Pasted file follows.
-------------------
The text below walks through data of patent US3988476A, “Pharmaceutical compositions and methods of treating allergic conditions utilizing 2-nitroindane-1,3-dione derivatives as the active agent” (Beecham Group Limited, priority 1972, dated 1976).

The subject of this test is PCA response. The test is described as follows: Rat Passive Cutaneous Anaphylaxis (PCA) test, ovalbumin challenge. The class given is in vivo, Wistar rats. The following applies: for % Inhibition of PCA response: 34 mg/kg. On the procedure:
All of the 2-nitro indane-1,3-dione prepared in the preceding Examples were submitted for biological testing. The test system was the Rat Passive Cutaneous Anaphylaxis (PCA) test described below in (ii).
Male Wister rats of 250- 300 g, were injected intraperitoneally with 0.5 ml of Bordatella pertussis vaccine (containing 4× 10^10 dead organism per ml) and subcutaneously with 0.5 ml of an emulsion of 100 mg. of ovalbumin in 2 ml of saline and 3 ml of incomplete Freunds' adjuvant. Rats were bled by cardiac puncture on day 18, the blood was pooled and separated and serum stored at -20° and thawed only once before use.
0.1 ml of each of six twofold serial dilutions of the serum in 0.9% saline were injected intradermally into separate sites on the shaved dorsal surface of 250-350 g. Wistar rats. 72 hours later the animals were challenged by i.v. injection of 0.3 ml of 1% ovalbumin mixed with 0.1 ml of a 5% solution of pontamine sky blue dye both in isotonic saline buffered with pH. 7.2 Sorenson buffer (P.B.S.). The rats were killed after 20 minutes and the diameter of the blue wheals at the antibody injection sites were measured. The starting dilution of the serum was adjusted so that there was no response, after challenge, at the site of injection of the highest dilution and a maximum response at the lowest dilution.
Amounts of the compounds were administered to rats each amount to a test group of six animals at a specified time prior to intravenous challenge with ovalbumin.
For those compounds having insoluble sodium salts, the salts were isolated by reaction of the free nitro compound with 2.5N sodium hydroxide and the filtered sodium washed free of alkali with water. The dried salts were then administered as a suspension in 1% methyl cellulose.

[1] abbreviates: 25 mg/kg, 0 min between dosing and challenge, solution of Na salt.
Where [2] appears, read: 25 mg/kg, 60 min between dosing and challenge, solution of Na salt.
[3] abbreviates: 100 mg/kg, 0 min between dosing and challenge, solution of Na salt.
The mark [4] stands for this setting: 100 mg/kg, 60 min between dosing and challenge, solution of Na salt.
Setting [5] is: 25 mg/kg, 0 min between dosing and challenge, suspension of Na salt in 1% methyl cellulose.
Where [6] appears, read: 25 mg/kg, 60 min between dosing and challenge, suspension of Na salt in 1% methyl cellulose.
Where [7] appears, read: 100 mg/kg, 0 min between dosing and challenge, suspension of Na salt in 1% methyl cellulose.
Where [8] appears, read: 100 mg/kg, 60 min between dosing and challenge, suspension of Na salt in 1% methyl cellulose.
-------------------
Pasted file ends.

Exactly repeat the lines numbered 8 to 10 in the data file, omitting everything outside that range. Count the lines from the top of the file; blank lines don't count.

[1] abbreviates: 25 mg/kg, 0 min between dosing and challenge, solution of Na salt.
Where [2] appears, read: 25 mg/kg, 60 min between dosing and challenge, solution of Na salt.
[3] abbreviates: 100 mg/kg, 0 min between dosing and challenge, solution of Na salt.